What: Also known as popcorn tree, chicken tree, or the Florida aspen, it is a tree that grows in well drained uplands and bottom lands, along shores and on floating islands. It is often used as an ornamental plant because it grows quickly and turns yellow to red in the fall. It grows to about 20 feet in height. It has simple deciduous leaves, small white flowers and three-lobed fruit. More details
Originated from: China
How it arrived: It was imported in 1776 by Benjamin Franklin for use of its waxy tallow in soaps and candles. In the early 1900s it was introduced into the southeast as an attempt to establish a soap industry. Today it is used to make crude lamp oil, varnishes and paints. The wood may be used for furniture and incense.
It's spreading: From South Carolina to the tip of Florida and west to Texas. It is the most successful invader in the chenier woodlands of southwest Louisiana.
Damage: The Nature Conservancy has placed this plant on its "America's Least Wanted - the Dirty Dozen" list due to its ability to alter ecosystems. This means it poses a threat to native wildlife. It can invade marshy areas and convert them to woody vegetation.
Why it's a threat: Chinese tallow can invade a variety of habitats from swampy areas to slightly saline waters and from sun to shade. The plant produces up to 100,000 seeds that may be carried by birds, and so are easily spread. It may also live for weeks floating in water, and so can be dispersed great distances. It may also grow back from the stump or roots. Once established, it can crowd-out native species. They are also very difficult to kill. Also, the milky sap of the plant causes skin irritation. The leaves and fruit are toxic to cattle and cause nausea and vomiting in humans. The leaves produce allelopathic chemicals that change soil content and therefore makes the area uninhabitable to native species.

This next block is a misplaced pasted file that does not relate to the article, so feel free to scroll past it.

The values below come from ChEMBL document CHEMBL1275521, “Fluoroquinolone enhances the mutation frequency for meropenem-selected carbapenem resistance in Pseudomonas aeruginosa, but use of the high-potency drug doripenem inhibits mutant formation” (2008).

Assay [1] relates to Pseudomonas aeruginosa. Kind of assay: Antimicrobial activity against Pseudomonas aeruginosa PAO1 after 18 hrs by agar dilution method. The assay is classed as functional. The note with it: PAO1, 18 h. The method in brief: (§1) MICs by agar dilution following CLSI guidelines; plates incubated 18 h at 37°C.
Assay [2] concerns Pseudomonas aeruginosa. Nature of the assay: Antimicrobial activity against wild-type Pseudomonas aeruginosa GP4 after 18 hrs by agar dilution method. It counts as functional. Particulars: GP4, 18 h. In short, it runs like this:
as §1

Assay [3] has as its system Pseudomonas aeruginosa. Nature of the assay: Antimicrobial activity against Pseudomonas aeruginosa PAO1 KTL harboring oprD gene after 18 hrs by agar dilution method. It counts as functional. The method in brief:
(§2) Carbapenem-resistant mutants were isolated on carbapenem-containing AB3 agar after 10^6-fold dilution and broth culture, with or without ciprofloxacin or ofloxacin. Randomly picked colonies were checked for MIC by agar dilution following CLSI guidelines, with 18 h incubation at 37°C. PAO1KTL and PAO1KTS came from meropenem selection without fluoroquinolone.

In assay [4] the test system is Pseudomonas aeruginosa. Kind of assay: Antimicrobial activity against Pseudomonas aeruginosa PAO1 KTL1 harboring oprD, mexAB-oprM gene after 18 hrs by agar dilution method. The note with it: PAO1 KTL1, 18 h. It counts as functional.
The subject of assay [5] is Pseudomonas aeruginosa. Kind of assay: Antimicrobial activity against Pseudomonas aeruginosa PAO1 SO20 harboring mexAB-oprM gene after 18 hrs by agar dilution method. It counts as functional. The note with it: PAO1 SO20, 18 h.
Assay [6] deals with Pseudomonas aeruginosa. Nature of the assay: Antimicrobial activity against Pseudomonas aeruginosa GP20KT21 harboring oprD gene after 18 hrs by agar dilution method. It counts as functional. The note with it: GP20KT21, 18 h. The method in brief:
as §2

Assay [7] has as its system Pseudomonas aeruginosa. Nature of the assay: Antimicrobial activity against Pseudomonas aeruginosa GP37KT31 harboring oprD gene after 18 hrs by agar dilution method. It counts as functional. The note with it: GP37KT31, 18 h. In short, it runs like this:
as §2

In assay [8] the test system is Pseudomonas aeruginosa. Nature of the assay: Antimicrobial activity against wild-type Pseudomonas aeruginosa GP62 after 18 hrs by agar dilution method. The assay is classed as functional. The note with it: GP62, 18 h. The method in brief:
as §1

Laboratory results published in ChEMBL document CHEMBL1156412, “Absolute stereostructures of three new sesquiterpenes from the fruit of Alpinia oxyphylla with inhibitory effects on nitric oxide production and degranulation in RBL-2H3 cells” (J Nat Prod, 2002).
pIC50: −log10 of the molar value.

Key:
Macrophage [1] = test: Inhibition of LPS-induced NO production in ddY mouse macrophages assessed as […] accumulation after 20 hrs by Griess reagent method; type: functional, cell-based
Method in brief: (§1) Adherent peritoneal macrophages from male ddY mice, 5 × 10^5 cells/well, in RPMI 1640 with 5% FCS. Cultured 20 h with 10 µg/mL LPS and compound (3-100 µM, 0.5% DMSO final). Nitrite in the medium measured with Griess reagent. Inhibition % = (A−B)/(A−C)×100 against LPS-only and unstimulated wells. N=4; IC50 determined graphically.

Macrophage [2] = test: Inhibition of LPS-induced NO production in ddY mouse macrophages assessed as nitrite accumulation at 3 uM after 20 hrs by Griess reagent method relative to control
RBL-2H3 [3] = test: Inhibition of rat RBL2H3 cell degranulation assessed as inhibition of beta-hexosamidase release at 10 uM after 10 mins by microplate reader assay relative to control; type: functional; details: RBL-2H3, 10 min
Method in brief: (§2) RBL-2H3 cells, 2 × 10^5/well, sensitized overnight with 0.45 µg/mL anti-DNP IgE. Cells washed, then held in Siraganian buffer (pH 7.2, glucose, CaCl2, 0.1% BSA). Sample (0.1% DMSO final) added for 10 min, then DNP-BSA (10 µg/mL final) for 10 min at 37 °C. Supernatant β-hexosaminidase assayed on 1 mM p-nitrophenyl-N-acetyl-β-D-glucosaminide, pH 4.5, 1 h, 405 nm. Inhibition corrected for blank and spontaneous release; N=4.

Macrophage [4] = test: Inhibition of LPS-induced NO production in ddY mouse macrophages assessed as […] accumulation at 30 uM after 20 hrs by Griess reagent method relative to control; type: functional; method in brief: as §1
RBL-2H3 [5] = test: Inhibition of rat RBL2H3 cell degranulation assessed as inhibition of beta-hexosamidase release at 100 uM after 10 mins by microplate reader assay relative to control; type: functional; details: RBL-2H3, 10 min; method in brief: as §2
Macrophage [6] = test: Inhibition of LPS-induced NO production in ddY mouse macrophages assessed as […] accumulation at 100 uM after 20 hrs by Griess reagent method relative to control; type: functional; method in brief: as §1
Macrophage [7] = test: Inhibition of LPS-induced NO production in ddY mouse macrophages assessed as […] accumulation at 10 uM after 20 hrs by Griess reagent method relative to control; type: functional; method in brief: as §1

Control: This plant is virtually impossible to control. Prevention of its spread is the most important thing to be done.